Murder Conviction Overturned on Invalid DNA Evidence
On October 6, 2017, the San Diego Superior Court overturned Florencio Dominguez’ (my client’s) murder conviction on a petition for Habeas Corpus. The success rate on getting a conviction overturned on habeas is less than one percent. This illustrates how significant this outcome is for my client and the legal community. The court found that the DNA evidence presented at his trial was invalid. Specifically, such DNA evidence had been rejected by both the relevant scientific community and the San Diego Police Department Crime Laboratory.
The court further found that the prosecution failed to disclose that the SDPD Crime Lab had rejected this type of DNA evidence at the time of my client’s trial. Even further, a high ranking member of the crime lab, the person who actually changed the protocols, testified to the old protocols knowing full well that he had had recently changed such protocols only five days prior to his trial testimony. The court explained that had this information been disclosed to the defense, “it is virtually certain that no trial court would have allowed the testimony.” The prosecution’s failure to disclose this exculpatory information violated my client’s right to a fair trial under “Brady.”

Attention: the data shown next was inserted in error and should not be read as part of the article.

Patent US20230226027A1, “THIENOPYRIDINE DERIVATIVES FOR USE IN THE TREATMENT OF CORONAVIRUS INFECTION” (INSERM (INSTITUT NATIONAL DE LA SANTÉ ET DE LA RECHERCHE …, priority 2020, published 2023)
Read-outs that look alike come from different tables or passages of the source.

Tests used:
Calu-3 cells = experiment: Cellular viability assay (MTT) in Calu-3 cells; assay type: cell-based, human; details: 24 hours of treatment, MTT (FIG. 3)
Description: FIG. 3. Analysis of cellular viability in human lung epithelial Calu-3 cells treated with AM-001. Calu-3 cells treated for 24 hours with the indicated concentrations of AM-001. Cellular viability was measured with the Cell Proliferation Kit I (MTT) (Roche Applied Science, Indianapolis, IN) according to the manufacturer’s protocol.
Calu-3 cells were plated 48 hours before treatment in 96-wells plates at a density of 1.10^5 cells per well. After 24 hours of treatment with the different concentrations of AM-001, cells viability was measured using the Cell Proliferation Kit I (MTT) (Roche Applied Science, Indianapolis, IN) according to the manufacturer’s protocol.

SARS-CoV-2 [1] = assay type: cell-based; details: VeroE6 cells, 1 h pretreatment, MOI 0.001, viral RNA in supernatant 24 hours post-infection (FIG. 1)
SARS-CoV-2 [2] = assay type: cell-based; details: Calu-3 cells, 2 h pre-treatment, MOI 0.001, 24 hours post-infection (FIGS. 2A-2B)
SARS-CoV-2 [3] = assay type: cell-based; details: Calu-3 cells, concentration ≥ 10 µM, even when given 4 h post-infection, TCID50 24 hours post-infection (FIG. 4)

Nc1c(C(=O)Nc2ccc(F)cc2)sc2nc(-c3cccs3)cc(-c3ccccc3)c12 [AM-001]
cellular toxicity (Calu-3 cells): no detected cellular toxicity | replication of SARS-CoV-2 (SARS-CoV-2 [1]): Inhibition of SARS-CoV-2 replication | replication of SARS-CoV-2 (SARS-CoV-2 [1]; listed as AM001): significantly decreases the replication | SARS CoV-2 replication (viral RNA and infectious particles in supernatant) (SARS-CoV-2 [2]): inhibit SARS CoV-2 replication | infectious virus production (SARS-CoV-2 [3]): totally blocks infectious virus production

What this means
This ruling is extremely important to the defense community. Prior to April 2011, the SDPD Crime Lab was using DNA interpretation procedures that have since been invalidated and repudiated by the relevant scientific community. Nationally, use of these out-dated and unreliable DNA techniques was rampant in forensic crime labs around the country for more than a decade. Over the past five years, crime labs in Washington DC, Florida and Texas have been disciplined by their respective accrediting agencies for using these unreliable techniques.
There are potentially thousands of people currently serving prison sentences (some serving life sentences) who were convicted based on invalid and unreliable DNA evidence techniques. Many of these people may be actually innocent. Under CA Penal Code § 1473, these people have a remedy to overturn their convictions.
CA Penal Code 1473 creates a habeas claim for anyone who was convicted using scientific techniques that have been repudiated by the expert who originally gave the opinion or have been undermined by later scientific advances. Locally, DNA techniques used for the interpretation of mixture samples conducted by the SDPD Crime Lab prior to April 1, 2011 fit squarely into this category.
I am currently seeking to review any convictions that may have been affected by the old/outdated DNA techniques. Additionally, I am seeking to alert the community at large of this discovery in the hopes that other defense attorneys join me in reviewing convictions that were based on junk science. Please contact me at The Law Office of Matthew J. Speredelozzi for more information or to request a case review.